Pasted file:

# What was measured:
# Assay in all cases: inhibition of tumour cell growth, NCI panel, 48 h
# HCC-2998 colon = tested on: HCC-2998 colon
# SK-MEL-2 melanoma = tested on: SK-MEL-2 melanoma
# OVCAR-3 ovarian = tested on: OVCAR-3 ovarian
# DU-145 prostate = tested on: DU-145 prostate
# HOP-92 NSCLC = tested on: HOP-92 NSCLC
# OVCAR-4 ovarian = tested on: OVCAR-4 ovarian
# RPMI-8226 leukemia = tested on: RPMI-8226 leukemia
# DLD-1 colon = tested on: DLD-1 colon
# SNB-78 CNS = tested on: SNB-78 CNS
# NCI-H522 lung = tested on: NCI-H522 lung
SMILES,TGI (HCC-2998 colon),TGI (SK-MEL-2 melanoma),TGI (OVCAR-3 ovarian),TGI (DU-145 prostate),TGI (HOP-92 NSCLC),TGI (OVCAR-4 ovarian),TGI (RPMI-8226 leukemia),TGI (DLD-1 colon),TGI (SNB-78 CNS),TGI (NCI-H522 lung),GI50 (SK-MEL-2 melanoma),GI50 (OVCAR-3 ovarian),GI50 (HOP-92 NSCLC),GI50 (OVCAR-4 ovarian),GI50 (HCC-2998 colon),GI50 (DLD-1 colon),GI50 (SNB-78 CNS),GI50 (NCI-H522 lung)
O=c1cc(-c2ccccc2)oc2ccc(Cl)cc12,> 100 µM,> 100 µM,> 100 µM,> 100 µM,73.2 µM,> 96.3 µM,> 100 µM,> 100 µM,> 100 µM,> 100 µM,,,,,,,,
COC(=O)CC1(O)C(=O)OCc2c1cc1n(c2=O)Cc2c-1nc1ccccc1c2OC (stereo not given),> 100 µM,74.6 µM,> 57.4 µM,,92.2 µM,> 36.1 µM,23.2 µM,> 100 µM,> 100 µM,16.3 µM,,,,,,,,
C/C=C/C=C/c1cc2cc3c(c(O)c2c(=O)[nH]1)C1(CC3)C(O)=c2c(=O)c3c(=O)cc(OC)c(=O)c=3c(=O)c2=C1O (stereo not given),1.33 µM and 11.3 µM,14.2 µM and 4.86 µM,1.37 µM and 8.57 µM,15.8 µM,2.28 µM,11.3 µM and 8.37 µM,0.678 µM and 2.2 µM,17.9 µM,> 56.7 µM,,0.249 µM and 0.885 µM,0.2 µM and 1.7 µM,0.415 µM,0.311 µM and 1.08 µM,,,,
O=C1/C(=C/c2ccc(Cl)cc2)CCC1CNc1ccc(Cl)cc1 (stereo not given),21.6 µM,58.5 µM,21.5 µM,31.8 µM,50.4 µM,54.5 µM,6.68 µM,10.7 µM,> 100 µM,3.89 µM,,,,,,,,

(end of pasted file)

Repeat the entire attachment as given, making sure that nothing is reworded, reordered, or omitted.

# What was measured:
# Assay in all cases: inhibition of tumour cell growth, NCI panel, 48 h
# HCC-2998 colon = tested on: HCC-2998 colon
# SK-MEL-2 melanoma = tested on: SK-MEL-2 melanoma
# OVCAR-3 ovarian = tested on: OVCAR-3 ovarian
# DU-145 prostate = tested on: DU-145 prostate
# HOP-92 NSCLC = tested on: HOP-92 NSCLC
# OVCAR-4 ovarian = tested on: OVCAR-4 ovarian
# RPMI-8226 leukemia = tested on: RPMI-8226 leukemia
# DLD-1 colon = tested on: DLD-1 colon
# SNB-78 CNS = tested on: SNB-78 CNS
# NCI-H522 lung = tested on: NCI-H522 lung
SMILES,TGI (HCC-2998 colon),TGI (SK-MEL-2 melanoma),TGI (OVCAR-3 ovarian),TGI (DU-145 prostate),TGI (HOP-92 NSCLC),TGI (OVCAR-4 ovarian),TGI (RPMI-8226 leukemia),TGI (DLD-1 colon),TGI (SNB-78 CNS),TGI (NCI-H522 lung),GI50 (SK-MEL-2 melanoma),GI50 (OVCAR-3 ovarian),GI50 (HOP-92 NSCLC),GI50 (OVCAR-4 ovarian),GI50 (HCC-2998 colon),GI50 (DLD-1 colon),GI50 (SNB-78 CNS),GI50 (NCI-H522 lung)
O=c1cc(-c2ccccc2)oc2ccc(Cl)cc12,> 100 µM,> 100 µM,> 100 µM,> 100 µM,73.2 µM,> 96.3 µM,> 100 µM,> 100 µM,> 100 µM,> 100 µM,,,,,,,,
COC(=O)CC1(O)C(=O)OCc2c1cc1n(c2=O)Cc2c-1nc1ccccc1c2OC (stereo not given),> 100 µM,74.6 µM,> 57.4 µM,,92.2 µM,> 36.1 µM,23.2 µM,> 100 µM,> 100 µM,16.3 µM,,,,,,,,
C/C=C/C=C/c1cc2cc3c(c(O)c2c(=O)[nH]1)C1(CC3)C(O)=c2c(=O)c3c(=O)cc(OC)c(=O)c=3c(=O)c2=C1O (stereo not given),1.33 µM and 11.3 µM,14.2 µM and 4.86 µM,1.37 µM and 8.57 µM,15.8 µM,2.28 µM,11.3 µM and 8.37 µM,0.678 µM and 2.2 µM,17.9 µM,> 56.7 µM,,0.249 µM and 0.885 µM,0.2 µM and 1.7 µM,0.415 µM,0.311 µM and 1.08 µM,,,,
O=C1/C(=C/c2ccc(Cl)cc2)CCC1CNc1ccc(Cl)cc1 (stereo not given),21.6 µM,58.5 µM,21.5 µM,31.8 µM,50.4 µM,54.5 µM,6.68 µM,10.7 µM,> 100 µM,3.89 µM,,,,,,,,